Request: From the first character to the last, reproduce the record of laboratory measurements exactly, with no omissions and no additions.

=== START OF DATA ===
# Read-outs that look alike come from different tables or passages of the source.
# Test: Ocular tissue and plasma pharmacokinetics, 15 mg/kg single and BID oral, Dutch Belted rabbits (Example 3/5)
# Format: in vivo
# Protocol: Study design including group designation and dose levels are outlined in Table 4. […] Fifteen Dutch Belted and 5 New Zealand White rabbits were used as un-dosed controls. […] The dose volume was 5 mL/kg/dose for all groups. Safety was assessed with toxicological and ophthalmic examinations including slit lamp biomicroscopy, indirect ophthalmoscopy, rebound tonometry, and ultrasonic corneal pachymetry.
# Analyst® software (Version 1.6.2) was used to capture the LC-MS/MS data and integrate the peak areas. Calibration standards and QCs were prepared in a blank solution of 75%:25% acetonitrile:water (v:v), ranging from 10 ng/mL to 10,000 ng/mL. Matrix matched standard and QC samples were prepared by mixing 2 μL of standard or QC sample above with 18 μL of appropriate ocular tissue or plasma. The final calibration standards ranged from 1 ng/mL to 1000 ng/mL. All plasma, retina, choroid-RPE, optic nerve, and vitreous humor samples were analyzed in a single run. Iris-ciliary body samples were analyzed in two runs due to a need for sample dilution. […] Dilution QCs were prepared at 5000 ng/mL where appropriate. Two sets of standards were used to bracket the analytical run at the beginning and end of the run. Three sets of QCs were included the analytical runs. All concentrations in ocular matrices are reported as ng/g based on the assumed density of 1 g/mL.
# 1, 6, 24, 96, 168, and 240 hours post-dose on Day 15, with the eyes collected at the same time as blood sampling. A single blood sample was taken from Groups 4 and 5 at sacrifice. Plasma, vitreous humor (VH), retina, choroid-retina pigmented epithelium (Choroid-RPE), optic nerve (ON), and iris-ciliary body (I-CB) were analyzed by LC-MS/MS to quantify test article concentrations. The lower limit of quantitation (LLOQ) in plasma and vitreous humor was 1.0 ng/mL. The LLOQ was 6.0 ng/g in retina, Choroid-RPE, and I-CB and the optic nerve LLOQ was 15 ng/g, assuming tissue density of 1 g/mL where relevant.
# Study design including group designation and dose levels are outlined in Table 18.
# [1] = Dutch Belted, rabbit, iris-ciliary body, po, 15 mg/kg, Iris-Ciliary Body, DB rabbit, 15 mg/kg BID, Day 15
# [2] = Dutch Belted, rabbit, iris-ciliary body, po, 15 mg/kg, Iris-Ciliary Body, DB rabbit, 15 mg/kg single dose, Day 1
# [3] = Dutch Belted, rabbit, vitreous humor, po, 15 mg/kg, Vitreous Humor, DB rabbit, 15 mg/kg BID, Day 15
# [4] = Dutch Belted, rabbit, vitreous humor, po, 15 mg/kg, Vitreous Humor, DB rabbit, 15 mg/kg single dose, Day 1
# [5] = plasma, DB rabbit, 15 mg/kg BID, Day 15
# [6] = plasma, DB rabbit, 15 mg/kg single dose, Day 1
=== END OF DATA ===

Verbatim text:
# Read-outs that look alike come from different tables or passages of the source.
# Test: Ocular tissue and plasma pharmacokinetics, 15 mg/kg single and BID oral, Dutch Belted rabbits (Example 3/5)
# Format: in vivo
# Protocol: Study design including group designation and dose levels are outlined in Table 4. […] Fifteen Dutch Belted and 5 New Zealand White rabbits were used as un-dosed controls. […] The dose volume was 5 mL/kg/dose for all groups. Safety was assessed with toxicological and ophthalmic examinations including slit lamp biomicroscopy, indirect ophthalmoscopy, rebound tonometry, and ultrasonic corneal pachymetry.
# Analyst® software (Version 1.6.2) was used to capture the LC-MS/MS data and integrate the peak areas. Calibration standards and QCs were prepared in a blank solution of 75%:25% acetonitrile:water (v:v), ranging from 10 ng/mL to 10,000 ng/mL. Matrix matched standard and QC samples were prepared by mixing 2 μL of standard or QC sample above with 18 μL of appropriate ocular tissue or plasma. The final calibration standards ranged from 1 ng/mL to 1000 ng/mL. All plasma, retina, choroid-RPE, optic nerve, and vitreous humor samples were analyzed in a single run. Iris-ciliary body samples were analyzed in two runs due to a need for sample dilution. […] Dilution QCs were prepared at 5000 ng/mL where appropriate. Two sets of standards were used to bracket the analytical run at the beginning and end of the run. Three sets of QCs were included the analytical runs. All concentrations in ocular matrices are reported as ng/g based on the assumed density of 1 g/mL.
# 1, 6, 24, 96, 168, and 240 hours post-dose on Day 15, with the eyes collected at the same time as blood sampling. A single blood sample was taken from Groups 4 and 5 at sacrifice. Plasma, vitreous humor (VH), retina, choroid-retina pigmented epithelium (Choroid-RPE), optic nerve (ON), and iris-ciliary body (I-CB) were analyzed by LC-MS/MS to quantify test article concentrations. The lower limit of quantitation (LLOQ) in plasma and vitreous humor was 1.0 ng/mL. The LLOQ was 6.0 ng/g in retina, Choroid-RPE, and I-CB and the optic nerve LLOQ was 15 ng/g, assuming tissue density of 1 g/mL where relevant.
# Study design including group designation and dose levels are outlined in Table 18.
# [1] = Dutch Belted, rabbit, iris-ciliary body, po, 15 mg/kg, Iris-Ciliary Body, DB rabbit, 15 mg/kg BID, Day 15
# [2] = Dutch Belted, rabbit, iris-ciliary body, po, 15 mg/kg, Iris-Ciliary Body, DB rabbit, 15 mg/kg single dose, Day 1
# [3] = Dutch Belted, rabbit, vitreous humor, po, 15 mg/kg, Vitreous Humor, DB rabbit, 15 mg/kg BID, Day 15
# [4] = Dutch Belted, rabbit, vitreous humor, po, 15 mg/kg, Vitreous Humor, DB rabbit, 15 mg/kg single dose, Day 1
# [5] = plasma, DB rabbit, 15 mg/kg BID, Day 15
# [6] = plasma, DB rabbit, 15 mg/kg single dose, Day 1